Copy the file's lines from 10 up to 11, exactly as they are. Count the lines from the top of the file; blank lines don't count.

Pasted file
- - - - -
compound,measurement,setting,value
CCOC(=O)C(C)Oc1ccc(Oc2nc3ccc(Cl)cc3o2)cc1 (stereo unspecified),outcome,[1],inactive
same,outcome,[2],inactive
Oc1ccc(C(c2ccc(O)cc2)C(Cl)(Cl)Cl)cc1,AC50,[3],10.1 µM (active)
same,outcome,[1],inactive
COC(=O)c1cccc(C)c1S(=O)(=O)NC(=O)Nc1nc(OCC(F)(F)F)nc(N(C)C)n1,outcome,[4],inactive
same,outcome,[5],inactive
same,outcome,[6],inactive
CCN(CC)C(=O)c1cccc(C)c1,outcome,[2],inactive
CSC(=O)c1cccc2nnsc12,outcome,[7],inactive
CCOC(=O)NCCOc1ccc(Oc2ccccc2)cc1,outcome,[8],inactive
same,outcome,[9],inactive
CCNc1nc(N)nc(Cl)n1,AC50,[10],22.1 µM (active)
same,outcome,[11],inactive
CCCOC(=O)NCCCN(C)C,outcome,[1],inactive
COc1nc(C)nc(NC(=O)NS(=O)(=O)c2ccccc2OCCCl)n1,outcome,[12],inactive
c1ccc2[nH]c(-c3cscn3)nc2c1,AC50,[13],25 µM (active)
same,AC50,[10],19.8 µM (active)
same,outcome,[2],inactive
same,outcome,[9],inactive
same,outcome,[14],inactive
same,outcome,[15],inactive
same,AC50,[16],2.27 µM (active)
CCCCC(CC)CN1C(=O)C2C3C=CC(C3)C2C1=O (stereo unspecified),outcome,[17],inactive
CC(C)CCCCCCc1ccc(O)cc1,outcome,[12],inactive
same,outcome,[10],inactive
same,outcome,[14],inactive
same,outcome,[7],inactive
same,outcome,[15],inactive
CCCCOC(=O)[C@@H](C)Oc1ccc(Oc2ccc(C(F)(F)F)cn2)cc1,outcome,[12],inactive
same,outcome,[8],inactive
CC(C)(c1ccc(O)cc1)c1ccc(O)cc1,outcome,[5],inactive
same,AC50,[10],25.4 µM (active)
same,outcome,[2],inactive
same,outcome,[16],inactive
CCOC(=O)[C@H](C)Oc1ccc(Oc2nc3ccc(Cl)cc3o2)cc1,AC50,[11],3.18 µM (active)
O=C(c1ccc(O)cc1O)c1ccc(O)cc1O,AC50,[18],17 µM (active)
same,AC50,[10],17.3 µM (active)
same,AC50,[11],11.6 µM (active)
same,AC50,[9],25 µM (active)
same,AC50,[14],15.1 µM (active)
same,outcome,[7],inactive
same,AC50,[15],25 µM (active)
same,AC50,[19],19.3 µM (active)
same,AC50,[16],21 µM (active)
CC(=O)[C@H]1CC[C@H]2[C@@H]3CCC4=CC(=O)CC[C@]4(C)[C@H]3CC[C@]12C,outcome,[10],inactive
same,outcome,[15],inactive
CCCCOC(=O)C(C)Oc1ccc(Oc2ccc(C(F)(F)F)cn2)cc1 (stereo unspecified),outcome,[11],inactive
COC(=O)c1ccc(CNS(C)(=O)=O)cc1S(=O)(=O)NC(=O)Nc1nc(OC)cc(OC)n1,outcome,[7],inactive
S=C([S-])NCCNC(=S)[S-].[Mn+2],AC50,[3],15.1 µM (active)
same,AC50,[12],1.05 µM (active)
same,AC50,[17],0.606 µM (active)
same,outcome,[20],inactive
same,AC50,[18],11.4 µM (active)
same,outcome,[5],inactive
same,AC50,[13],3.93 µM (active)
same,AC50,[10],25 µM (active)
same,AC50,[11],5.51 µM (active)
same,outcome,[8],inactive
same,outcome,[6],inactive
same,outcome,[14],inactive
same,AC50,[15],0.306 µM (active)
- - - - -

CSC(=O)c1cccc2nnsc12,outcome,[7],inactive
CCOC(=O)NCCOc1ccc(Oc2ccccc2)cc1,outcome,[8],inactive